It’s a good site for parents and carers to gather some general info and understandings of how to proceed when a kid seems to need extra support.
A solid podcast, delving into various aspects of mental health and wellbeing, behaviour and brain science. Well researched journalism and interviews. There’s lots of learning here, bringing less discussed parts of life – our inner life – out into the open for a good look and greater understanding.
It’s a lovely general, quiet sort of listen and learn magazine show, to listen to while gardening or making food, for example. The last episode I listened to explained ‘talk therapy’ well.
Psychologies magazine is focused on all aspects of personal potential and wellbeing, offering food for thought and articles about tools for living. It addresses deeper stuff in life, not what we look like or what the celebs are up to! Topics covered include self, relationships, family, work, beauty and wellbeing, culture, travel, food, wellness and more.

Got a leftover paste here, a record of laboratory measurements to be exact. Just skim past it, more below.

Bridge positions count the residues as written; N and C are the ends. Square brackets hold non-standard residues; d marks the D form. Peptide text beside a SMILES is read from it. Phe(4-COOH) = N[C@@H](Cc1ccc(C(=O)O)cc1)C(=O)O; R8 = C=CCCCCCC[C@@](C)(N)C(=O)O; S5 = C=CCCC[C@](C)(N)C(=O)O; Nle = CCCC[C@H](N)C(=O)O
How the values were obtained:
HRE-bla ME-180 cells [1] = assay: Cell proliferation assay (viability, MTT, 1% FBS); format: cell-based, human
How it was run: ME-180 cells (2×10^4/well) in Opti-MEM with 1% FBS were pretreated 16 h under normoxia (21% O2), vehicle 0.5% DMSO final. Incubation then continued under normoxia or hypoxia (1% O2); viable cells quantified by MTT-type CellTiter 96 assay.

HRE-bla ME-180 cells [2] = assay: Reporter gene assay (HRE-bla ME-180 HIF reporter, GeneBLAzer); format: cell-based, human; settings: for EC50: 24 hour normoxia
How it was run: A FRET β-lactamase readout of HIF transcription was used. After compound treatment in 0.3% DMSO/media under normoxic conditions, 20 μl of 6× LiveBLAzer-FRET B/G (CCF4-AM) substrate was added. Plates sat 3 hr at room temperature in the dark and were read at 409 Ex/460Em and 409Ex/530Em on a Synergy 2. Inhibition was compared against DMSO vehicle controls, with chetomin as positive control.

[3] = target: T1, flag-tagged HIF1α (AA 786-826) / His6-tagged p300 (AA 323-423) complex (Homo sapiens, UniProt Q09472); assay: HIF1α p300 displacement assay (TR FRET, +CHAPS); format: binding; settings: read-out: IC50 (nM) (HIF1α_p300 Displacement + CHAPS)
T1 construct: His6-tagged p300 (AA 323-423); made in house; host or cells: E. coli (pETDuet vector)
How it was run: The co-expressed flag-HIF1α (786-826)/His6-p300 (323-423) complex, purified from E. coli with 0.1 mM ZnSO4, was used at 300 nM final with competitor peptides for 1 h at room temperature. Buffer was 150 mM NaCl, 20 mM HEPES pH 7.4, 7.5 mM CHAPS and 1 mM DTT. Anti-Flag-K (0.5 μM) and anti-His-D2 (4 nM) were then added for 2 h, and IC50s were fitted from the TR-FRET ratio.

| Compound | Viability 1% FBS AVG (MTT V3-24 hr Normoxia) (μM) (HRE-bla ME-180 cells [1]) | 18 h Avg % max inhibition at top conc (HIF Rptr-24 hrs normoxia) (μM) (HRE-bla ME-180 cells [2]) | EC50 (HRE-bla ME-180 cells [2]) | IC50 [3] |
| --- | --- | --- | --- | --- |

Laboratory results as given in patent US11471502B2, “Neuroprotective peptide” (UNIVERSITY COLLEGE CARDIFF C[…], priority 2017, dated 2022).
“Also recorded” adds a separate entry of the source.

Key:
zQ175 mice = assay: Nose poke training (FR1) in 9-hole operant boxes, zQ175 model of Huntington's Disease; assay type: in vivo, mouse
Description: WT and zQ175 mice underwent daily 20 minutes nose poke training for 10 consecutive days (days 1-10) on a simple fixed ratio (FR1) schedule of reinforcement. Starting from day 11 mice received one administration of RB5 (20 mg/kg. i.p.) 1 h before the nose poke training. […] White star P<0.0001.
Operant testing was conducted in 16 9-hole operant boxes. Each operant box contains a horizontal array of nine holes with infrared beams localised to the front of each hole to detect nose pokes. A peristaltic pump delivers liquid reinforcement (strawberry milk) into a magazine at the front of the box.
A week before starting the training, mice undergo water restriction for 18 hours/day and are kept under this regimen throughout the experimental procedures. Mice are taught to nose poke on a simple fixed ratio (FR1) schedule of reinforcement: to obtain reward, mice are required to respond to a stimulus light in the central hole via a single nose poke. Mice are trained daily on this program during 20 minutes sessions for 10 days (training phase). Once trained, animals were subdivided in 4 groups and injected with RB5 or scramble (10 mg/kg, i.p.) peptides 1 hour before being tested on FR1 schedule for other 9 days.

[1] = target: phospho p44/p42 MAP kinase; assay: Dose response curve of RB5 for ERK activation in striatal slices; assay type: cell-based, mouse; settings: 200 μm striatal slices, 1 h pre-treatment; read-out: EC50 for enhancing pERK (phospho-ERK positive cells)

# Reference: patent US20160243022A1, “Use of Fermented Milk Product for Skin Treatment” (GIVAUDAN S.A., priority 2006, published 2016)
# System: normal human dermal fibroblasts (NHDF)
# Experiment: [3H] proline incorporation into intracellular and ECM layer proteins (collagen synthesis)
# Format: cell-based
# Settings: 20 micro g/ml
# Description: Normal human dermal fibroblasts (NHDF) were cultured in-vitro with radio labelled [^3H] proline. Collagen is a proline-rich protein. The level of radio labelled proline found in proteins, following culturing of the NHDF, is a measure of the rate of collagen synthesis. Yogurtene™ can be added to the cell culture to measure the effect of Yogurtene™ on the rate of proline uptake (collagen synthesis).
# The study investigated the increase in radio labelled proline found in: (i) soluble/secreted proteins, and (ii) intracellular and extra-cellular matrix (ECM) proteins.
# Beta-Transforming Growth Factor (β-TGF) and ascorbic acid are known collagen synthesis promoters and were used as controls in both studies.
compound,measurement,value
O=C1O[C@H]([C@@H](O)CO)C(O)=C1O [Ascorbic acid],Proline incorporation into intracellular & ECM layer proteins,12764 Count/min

There is good free online content on their site, and a paid hard copy mag subscription too.
15. Flow Magazine
It’s a beautiful publication with some rich articles and a soothing, old school papery feel. It’s focused on creating flow and more enjoyment in your world. A nice mag to relax at home with.
I don’t have one of these but I believe they work wonders for people who have trouble sleeping or feel anxious at bedtimes. They comfort with tactile softness and heaviness, so you feel held and nurtured as you rest. There’s many online to choose from and order for delivery.